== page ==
It will literally be years before anyone knows how the 2022 NHL Entry Draft turns out for the Montreal Canadiens. However, general manager Kent Hughes can get a head start making it a success on July 7, when the Habs pick first overall, in Montreal of all places.
Ultimately, the stars are already aligning for the Canadiens to make history. After all, they’re the first host team to own the first pick since 1985, after having won the NHL Draft Lottery. They just need to draft a star (at least) to seal the deal.
Until the Canadiens know for sure who they’ve got in the player they draft though, there are a few things Hughes can do to tilt the balance in his favor, at least in the eyes of the media and fans. Here are the top 5, ranked from least to most important:
5. Get Canadiens Comfortably Under Cap Ceiling
The Canadiens don’t absolutely have to trade away cap space at the draft, which is why it takes the last spot on this list. It would still be nice, especially following the acquisition of Evgeny Dadonov and his $5 million cap hit, which puts the Habs close up to the cap ceiling, with several key restricted free agents (RFAs) still to be signed.
Names like defenseman Jeff Petry ($6.25 million) and Josh Anderson are at the top of the list of players likely to be dealt for cap space. Petry’s had one skate out of town for months after having requested a trade, with Hughes having gone on record as willing to accommodate him (from ‘Jeff Petry open to remain in Montreal, but Canadiens might have other plans,’ Montreal Gazette, April 30, 2022). Anderson ($5.5 million) is more of a recent addition, with reports surfacing the Canadiens have gotten calls about the power forward.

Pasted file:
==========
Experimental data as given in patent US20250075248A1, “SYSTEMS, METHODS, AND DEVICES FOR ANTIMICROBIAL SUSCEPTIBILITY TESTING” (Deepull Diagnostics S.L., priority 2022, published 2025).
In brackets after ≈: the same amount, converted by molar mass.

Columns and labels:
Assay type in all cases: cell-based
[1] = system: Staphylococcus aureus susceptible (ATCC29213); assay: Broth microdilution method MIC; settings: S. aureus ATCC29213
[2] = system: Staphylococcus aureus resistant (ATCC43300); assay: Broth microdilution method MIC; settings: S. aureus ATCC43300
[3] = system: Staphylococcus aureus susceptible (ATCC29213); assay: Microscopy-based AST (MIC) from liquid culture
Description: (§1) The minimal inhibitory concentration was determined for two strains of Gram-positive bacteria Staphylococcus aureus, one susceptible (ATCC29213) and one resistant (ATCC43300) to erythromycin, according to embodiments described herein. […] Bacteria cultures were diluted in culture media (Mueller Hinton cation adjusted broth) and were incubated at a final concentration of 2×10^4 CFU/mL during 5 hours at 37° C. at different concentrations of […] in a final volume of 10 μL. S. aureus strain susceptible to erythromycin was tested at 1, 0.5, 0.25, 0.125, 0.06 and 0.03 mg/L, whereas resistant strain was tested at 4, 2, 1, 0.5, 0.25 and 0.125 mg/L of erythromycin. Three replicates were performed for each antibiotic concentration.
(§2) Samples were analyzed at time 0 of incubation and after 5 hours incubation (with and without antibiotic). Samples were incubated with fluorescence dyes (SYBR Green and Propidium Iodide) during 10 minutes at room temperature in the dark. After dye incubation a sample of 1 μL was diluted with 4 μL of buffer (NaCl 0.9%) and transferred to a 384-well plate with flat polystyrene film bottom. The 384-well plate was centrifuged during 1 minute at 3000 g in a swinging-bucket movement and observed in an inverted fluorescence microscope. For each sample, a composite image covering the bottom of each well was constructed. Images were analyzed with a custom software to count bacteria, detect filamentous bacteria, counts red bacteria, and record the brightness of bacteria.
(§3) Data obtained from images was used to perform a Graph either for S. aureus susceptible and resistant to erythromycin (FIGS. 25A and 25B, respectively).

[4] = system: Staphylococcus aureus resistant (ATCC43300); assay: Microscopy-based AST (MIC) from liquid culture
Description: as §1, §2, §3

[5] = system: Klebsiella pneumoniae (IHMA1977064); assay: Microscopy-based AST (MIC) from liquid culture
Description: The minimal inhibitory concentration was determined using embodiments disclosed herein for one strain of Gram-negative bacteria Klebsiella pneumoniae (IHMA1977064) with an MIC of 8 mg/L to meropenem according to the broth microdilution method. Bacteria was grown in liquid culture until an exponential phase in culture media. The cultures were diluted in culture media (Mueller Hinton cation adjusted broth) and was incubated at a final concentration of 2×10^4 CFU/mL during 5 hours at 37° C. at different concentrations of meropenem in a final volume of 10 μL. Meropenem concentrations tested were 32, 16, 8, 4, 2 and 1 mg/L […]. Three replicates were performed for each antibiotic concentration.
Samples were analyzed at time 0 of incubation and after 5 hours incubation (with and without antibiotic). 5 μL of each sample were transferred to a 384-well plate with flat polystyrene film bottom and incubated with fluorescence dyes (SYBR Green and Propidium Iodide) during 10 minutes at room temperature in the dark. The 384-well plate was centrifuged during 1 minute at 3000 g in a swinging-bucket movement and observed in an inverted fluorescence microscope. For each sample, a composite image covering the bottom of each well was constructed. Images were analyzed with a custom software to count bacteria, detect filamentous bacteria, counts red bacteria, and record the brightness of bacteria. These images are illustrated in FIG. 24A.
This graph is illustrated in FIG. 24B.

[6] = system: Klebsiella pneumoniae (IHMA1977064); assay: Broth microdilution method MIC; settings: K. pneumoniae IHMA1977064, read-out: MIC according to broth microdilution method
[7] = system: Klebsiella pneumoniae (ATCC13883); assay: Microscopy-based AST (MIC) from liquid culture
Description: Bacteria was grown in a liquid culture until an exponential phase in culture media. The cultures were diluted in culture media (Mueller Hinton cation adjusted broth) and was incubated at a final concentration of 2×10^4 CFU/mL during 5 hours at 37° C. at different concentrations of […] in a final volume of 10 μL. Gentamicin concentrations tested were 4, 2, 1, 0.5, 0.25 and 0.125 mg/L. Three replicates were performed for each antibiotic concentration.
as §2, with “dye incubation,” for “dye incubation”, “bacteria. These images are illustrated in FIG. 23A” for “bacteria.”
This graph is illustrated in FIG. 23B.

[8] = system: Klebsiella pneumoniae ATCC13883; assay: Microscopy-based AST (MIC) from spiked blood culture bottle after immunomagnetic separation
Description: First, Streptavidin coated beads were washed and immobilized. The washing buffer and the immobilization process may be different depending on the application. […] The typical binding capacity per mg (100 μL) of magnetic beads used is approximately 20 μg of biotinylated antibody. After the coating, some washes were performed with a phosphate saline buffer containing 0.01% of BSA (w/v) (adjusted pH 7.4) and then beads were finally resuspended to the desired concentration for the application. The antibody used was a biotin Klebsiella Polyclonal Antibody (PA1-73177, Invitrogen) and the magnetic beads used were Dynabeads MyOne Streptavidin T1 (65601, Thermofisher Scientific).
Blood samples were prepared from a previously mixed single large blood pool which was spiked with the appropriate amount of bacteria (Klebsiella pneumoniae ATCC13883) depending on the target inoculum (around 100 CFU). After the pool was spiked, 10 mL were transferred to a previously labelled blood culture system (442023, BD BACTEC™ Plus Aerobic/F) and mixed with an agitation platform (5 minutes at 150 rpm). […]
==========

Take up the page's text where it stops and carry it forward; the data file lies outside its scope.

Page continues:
Now, cap space does need to be cleared. It doesn’t have to happen at the Draft, though. The two benefits would be that it would firstly be ahead of free agency, giving Hughes a cushion with which to work, and that secondly any such move could conceivably jump-start the rebuild effort by seeing (more) picks coming back the other way.
4. Optimize 14 Canadiens Draft Picks
True, the Canadiens already have 14 draft picks, which is obviously a lot, literally double the amount with which they started. However, quantity doesn’t necessarily mean quality, especially when fewer and fewer draft picks develop into NHLers with each subsequent round.
Ten of those picks are in thankfully the first four rounds, but, after picking first, the Canadiens only pick next at No. 26. It’s not a horrible position by any stretch, but, amid reports the Habs are trying to gain another top-10 pick, it’s not nearly close enough for Hughes’ purposes to (in theory) get the Canadiens back to contending in relatively short order.